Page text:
That’s a form of Attention-Deficit-Disorder (ADD and ADHD, which can’t pay attention or sit still.) Some research suggests that sugar is one of the things that creates ADHD when it overloads dopamine receptors and forces them to shut down to prevent being overstimulated. But then it takes even more stimulation to feel the pleasure dopamine brings. Any lover who’s fallen so hard and fast for someone that they drive the other away with excessive demands for attention has lived that one.

Love creates dopamine. When it flares too fast we can burn through it quickly.

This is also how we can fall in love with and end up addicted to foods that inflame us. But the foods are more loyal. Or so it seems at first.

When allergic proteins or fragments penetrate through inflamed gut tissue into the bloodstream they encounter our innate immune system, the oldest part of our defense system.

Innate immune cells are designed to detect whatever’s not us and destroy it, but it sacrifices aim for speed. Innate cells respond immediately when they encounter something they think isn’t us. If they find enough of the invader they get all riled up, go into attack mode and word gets around that there’s an invader on the loose. Inflammation is the result.

The body decides this is an emergency. It releases stress hormones to raise blood sugar and dopamine. That’s why the foods that inflame us taste so good. It’s the same neuroendocrine payoff as jumping out of an airplane with a few pounds of fabric stapped to our backs. It’s why some of us like to keep our families, friends, coworkers and/or subordinates arguing.

Remember the unhealthy microbes sugar feeds? Fungi and gram-negative bacteria?

Just one of the ways those bad bugs force us to keep feeding them is to do a kind of kamikazee ritual of dying off after a few days or weeks. Microbes tend not to live very long anyways.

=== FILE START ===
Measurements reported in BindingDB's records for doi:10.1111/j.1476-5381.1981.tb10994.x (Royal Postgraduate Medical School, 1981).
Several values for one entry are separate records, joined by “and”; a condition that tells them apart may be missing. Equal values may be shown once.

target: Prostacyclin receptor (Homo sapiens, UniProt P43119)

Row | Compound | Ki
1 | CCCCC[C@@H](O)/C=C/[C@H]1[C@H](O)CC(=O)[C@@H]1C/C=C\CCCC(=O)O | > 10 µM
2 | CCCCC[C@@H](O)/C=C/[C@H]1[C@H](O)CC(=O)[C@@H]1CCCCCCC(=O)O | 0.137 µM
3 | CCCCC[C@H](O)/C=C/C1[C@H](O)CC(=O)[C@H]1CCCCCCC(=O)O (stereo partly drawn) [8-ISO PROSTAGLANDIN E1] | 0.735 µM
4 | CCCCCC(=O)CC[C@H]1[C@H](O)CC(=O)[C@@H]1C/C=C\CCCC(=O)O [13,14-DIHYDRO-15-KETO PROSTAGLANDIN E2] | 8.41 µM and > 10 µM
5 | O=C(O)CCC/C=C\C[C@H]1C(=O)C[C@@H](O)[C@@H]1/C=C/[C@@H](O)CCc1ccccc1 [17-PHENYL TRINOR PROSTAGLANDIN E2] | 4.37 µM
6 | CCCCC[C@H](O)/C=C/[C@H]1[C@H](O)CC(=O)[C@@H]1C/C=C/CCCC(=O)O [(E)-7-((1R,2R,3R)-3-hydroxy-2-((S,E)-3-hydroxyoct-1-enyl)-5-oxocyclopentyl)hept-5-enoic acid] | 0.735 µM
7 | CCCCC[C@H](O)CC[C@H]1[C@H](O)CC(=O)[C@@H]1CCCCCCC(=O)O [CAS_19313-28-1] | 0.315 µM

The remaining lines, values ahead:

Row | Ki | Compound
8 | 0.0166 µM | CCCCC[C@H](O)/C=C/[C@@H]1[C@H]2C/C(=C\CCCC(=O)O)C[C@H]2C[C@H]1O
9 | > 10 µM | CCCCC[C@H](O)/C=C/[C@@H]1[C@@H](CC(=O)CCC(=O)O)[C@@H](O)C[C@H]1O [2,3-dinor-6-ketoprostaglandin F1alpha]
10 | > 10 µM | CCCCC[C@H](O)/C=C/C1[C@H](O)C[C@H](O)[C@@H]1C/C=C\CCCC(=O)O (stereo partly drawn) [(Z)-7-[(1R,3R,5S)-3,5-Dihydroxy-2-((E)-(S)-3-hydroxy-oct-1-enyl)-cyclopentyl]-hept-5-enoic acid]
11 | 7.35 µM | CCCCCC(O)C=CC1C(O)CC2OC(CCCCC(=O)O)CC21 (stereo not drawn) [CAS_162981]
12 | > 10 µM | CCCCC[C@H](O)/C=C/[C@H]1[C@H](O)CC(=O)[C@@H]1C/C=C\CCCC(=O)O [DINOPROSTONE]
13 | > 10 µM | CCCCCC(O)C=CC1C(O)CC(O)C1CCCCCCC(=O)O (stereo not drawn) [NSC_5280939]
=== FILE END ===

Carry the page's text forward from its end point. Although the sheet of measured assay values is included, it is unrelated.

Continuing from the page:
As they die soft clouds of microbial debris infiltrate inflamed and leaky guts as the microbes disintegate. Some of that debris is LPS (for LipoPolySaccharides, literally: “a fat stuck together with several sugars.”)

LPS makes it to the brain and stirs up innate immune cells there. They inflame and sometimes even start attacking our brain cells. That makes us moody, like we’re always on the verge of coming down with an emotional form of flu. Life becomes bleak. We stop communicating and trusting.

And of course, when we get lonely, frustrated or stressed … there’s always … ice cream!

In Dad’s assisted living world, they could have ice cream at lunch and at dinner.

The staff had learned that it kept the elders happy and sedated. Lots of ice-cream eating seniors at lunch meant lots of happy napping seniors in the afternoon.

They hadn’t yet learned to connect it with the disruptive behavior some of those same seniors would display a few hours later. Or to their cognitive declines and worsening memories.

We can slowly lose our memory.

We can slowly lose our minds.


We can slowly lose our memory.

We can slowly lose our minds.

Insulin turns sugar into fat. It drives fat cells. That’s one of the ways we gain weight.

Sugar turns into fat which turns into cholesterol and starts clogging our arteries when they get inflamed and pitted. (Inflammation after all is all about tearing things apart. If you can’t break it down … just poke holes in it.) Sugar creates low-density lipoproteins. This is LDL, the sticky stuff every cardiologist tells us we want to avoid.

Some of those arteries feed the brain. You see where we’re going here.

So ice cream is not only one of the most effective ways to gain weight but it’s also a great way to create one form of dementia. Clog the heart’s arteries with cholesterol and we get a heart attack. Clog the brain’s arteries and if a large enough artery becomes blocked we get a stroke. It’s far more common though for the small arteries to slowly become blocked. This starves the neurons those arteries feed of fuel while leaving them drowning in their own wastes.

We can lose memory. We can slowly lose our minds.

So the same chronic inflammation that can start with toxic exposures, leaky guts and allergic foods or chronic infections can reach into our arterial walls. Those walls stiffen and start to develop little holes and pits. And cholesterol is used to patch the pits.